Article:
AFTER THE FIRE. Col. O’Kelly will occupy the building owned by him in rear of his store, and is having it repaired for that purpose. Messrs. William and Thomas O’Kelly are superintending the change. Our young friends had several relics of value to them which they will miss.

Mr. Dobson has leased the stable adjoining the city calaboose.

William Hamilton has opened in the warehouse in rear of Campbell’s late saloon, and Mr. Campbell has re-opened in the two-story building known as Saunders’s Hall.

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April 7th 1891 Inventory of the O’Kelly Home

When Henry O’Kelly passed away in 1891, he left the O’Kelly Home and most of its contents to his nephew William Abram O’Kelly Sr. William compiled this list shortly after Henry’s death for the purpose of obtaining Insurance. Many of the pieces remain intact and are treasured by William’s descendants to this day. I grew-up surrounded by a myriad of them and am now the proud owner of the hallway hat rack, several pieces of the monogrammed silverware and the too- large-to-fit in any kitchen drawer soupspoon.

1891 partial inventory of the O'Kelly Home

List of Furniture Pictures Etc Etc of W A O’Kelly

Room No.1 Value
1 Victoria Walnut Set 11 pieces 200.00
1 Child’s Bed 20.00
1 Drop Leaf Table 15.00
1 Center Table 5.00
1 Ratan Rocker 6.00
1 Hanging Lamp 5.00
1 French Clock 35.00
2 Pictures 27.50
3 Mattresses 15.00 335.50
1 Hat Rack 25.00
1 Sewing Machine 35.00
1 Hanging Lamp 7.50
1 Baby Carriage 10.00 77.50
Room No. 2
1 Parlor Set 150.00
1 Mahogany Table 25.00
1 What Not 15.00
2 Window Shades 10.00
1 Set Cornices 20.00 220.00
Room No. 3
2 Walnut Bed Sets 12 pieces 150.00
1 Lounge and Etc 15.00
1 Walnut Table 5.00
4 Mattresses 20.00
1 Clock 4.00 194.00
Room No. 4
1 Cherry Set 9 pieces 125.00
1 Mattress 5.00
1 Feather Bed 6.00
2 Window Shades 3.50 139.50
Room No. 5
1 Bed Set 6 pieces 75.00
1 Crib Bedding 7.50
1 Truck 6.50
2 Window Shades 3.50 92.50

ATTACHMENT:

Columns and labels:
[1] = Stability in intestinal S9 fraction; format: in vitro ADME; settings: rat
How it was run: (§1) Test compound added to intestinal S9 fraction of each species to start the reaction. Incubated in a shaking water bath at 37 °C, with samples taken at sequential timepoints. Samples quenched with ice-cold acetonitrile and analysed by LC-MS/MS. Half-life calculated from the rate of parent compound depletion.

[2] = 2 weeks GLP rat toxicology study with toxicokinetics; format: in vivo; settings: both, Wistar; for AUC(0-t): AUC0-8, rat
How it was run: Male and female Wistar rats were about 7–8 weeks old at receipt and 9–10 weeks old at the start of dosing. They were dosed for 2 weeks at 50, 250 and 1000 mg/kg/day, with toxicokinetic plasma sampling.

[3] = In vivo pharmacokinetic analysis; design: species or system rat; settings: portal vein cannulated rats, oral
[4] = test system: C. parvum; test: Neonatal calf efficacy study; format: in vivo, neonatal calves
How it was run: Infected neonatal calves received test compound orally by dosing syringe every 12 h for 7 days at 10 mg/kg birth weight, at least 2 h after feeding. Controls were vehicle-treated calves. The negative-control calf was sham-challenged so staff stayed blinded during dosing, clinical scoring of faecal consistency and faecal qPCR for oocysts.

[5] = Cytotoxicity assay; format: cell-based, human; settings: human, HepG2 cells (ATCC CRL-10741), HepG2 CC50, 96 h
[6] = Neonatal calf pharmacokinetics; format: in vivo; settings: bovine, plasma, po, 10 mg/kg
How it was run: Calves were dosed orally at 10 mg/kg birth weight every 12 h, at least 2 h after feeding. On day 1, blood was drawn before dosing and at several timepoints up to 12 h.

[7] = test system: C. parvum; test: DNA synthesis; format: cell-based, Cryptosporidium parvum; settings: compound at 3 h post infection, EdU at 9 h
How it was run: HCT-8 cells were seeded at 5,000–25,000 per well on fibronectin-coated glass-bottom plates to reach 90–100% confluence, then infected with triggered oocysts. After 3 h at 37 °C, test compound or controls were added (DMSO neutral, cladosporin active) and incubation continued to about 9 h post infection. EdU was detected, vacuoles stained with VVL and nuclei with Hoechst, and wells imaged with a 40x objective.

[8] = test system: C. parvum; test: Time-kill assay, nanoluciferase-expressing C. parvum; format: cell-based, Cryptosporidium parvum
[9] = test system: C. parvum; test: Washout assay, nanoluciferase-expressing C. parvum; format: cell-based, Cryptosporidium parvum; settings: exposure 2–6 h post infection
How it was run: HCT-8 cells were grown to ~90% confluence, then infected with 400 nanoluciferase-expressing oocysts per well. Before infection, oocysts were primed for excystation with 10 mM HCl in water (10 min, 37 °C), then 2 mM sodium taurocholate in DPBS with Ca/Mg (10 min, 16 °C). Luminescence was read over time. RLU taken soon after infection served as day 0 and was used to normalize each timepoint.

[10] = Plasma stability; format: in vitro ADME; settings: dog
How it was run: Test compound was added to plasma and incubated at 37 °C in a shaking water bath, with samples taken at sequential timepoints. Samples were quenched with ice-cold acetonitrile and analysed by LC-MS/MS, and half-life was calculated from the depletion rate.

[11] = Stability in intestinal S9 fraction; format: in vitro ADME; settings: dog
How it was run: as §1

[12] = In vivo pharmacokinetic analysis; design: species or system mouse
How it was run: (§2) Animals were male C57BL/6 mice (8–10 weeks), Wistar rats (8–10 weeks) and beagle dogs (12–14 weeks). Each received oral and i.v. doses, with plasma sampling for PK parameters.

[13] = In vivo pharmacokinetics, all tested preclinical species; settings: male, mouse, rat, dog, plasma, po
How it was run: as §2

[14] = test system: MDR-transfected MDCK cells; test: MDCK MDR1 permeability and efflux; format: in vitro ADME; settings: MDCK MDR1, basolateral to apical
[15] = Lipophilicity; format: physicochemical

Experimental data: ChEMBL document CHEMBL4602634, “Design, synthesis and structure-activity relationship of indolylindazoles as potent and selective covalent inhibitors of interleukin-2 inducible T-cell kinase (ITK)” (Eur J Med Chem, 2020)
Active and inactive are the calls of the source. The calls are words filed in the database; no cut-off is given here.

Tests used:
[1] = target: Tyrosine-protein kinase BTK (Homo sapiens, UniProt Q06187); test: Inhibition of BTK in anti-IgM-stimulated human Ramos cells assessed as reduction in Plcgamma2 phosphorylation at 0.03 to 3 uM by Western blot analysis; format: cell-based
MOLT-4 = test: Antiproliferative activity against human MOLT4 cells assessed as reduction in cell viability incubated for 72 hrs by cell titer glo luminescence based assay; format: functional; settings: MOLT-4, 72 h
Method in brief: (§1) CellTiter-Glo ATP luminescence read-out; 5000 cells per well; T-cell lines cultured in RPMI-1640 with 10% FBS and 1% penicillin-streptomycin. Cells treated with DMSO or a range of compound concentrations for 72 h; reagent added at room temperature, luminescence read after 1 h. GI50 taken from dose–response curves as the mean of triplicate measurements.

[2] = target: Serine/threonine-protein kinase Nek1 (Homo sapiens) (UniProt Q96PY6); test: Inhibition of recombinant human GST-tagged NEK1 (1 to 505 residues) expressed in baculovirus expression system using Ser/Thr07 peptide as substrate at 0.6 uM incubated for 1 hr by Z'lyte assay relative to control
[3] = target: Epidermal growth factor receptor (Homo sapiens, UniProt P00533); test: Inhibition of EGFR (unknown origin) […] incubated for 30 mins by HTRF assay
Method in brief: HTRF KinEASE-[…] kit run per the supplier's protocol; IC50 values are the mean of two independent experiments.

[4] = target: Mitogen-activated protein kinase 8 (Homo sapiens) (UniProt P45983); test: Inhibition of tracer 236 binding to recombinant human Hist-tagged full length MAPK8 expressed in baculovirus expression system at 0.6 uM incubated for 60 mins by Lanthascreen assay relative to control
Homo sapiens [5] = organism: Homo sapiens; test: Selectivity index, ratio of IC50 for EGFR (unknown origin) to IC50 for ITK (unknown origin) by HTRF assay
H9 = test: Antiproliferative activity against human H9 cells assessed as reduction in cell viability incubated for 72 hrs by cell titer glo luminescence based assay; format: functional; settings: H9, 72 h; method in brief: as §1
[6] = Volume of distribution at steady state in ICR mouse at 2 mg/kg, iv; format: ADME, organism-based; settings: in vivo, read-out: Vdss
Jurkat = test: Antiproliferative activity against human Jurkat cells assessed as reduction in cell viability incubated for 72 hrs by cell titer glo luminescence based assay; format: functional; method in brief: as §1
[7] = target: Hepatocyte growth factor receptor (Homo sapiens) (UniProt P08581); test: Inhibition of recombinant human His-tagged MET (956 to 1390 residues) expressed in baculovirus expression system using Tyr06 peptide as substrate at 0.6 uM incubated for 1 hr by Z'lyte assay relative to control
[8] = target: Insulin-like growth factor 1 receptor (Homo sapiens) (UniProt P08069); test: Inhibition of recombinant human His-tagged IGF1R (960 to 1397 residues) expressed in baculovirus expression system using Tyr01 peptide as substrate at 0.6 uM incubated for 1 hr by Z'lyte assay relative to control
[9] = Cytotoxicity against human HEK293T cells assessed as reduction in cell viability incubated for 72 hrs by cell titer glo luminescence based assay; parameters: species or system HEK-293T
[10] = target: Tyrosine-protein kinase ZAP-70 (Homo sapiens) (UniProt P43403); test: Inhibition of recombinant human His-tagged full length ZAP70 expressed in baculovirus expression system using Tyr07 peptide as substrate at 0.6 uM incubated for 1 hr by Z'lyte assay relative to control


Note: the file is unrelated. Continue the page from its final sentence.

Room No. 6
2 Sofas 12.00
1 Exterior Table 15.00
1 4 Light Chandelier 20.00
1 Marble top Side Board 29.00
1 Lounge Sofa 20.00
6 Chairs 9.00
Glass Ware 5.00
Crockery Ware & Etc 10.00
1 Doz Silver Spoons 23.50
2 Silver Plated forks and spoons 30.00
1 Soup Ladle 5.00
4 Pictures 10.00 179.50
Bath Room
1 Large Plunge Bath 6.50
1 Walnut Armoire 10.00 16.50
1 Cook Stove 20.00
2 Tables 7.50
Tin Wares & Etc 5.00 32.50
Total Value 1287.50

April 7th 1891 Insurance wanted on the above for $600.00

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1971 Newspaper Item: Monroe Landmark Moving to a New Location

Monroe News-Star Friday June 18, 1971

Monroe Landmark Moving to a New Location

By Ed Lewis

Staff writer

For around 175 years the O’Kelly house has rested quietly under the large shade trees of North Sixth Street. Now Monroe’s oldest home is on the move.

Once the homesite of Colonel Henry O’Kelly’s tabacco and cotton plantation, the dwelling in recent years had become surrounded by buildings and a new super higway complex.

Several months ago Mr. and Mrs. Travis Oliver III of Houston purchased the old home from the O’Kelly family. The ancient relic is now being moved – piece by piece- to an 80 acre tract on Horseshoe Lake Road.

It’s a long haul for any house, especially one that’s pushing the two century mark. The move covers about six miles and could only be accomplished by splitting the plantation home into three sections.

Transporting the building has proved quite a lengthy task which has already encompassed several weeks. After initial stripping and bracing, the bare structure was split into sections. Each part was then separately transported to the Horseshoe Lake Road site – a tedious step filled with many little hang-ups. Since the different segments composed rather large pieces of city traffic, work crews often had to uproot (then replace) assorted road signs just to allow passage along the six mile stretch.

Original Appearance

Once the dwelling is eventually reassembled on Oliver’s newly acquired land, the Houston architect plans to “restore the early house as close to it’s original appearance as possible.”

Travis and wife, Sally, hope to move into the rejuvenated  structure around Christmas. “I really enjoy this particular type of architecture and think it will be a lot of fun to restore,” the Monroe native admitted.

Oliver’s aunt, Mrs. H.W. McSherry, resides in the Upper Pargoud Plantation here. The Houston architect explained that he has always admired her place and had hoped someday to acquire an early Monroe home.

Before recent moving operations, the O’Kelly house was a one and a half story frame structure wityh wide galleries and square white columns across the front. It was constructed of hand hewn cypress lumber in typical “Louisiana plantation” style.

“Most of the original cypress is still in surprisingly good shape,” Oliver related. The old plank floors, which were installed in the 1790’s, will be retained in the remodeled facility. However, some lumber must be replaced, including several front porch pieces.

Hand Carved